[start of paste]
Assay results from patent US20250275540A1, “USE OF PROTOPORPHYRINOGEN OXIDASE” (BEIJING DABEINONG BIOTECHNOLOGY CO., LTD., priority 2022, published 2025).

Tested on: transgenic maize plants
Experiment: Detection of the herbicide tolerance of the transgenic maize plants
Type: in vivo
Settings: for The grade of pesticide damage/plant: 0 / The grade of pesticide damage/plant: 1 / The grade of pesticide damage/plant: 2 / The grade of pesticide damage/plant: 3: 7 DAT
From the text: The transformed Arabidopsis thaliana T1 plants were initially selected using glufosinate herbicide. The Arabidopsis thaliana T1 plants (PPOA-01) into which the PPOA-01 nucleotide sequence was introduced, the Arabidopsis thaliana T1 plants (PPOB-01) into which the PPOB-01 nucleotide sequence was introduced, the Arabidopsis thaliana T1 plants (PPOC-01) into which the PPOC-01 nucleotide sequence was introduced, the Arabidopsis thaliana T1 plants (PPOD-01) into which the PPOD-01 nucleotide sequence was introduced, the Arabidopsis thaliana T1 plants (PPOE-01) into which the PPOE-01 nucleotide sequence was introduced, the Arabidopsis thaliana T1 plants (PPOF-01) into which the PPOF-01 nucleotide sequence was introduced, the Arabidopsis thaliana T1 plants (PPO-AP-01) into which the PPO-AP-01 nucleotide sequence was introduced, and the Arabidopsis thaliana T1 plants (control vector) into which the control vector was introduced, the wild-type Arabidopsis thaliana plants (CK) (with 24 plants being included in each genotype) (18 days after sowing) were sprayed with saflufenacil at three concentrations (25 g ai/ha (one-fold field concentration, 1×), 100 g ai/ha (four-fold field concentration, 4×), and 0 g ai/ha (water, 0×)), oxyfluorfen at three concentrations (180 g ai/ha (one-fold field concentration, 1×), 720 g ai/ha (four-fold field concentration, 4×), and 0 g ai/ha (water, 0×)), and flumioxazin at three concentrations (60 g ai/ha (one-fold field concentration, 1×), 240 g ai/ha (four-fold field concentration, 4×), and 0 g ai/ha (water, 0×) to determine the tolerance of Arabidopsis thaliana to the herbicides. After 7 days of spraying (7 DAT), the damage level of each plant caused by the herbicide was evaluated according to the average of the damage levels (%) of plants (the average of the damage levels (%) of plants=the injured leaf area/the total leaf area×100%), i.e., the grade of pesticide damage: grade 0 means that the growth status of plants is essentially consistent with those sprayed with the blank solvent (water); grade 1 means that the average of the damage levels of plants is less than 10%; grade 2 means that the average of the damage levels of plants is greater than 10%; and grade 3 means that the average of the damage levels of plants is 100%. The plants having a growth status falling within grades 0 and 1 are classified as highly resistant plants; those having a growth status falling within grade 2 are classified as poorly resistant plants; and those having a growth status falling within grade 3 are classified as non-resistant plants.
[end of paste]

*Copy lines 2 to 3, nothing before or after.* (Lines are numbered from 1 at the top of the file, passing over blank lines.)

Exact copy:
Tested on: transgenic maize plants
Experiment: Detection of the herbicide tolerance of the transgenic maize plants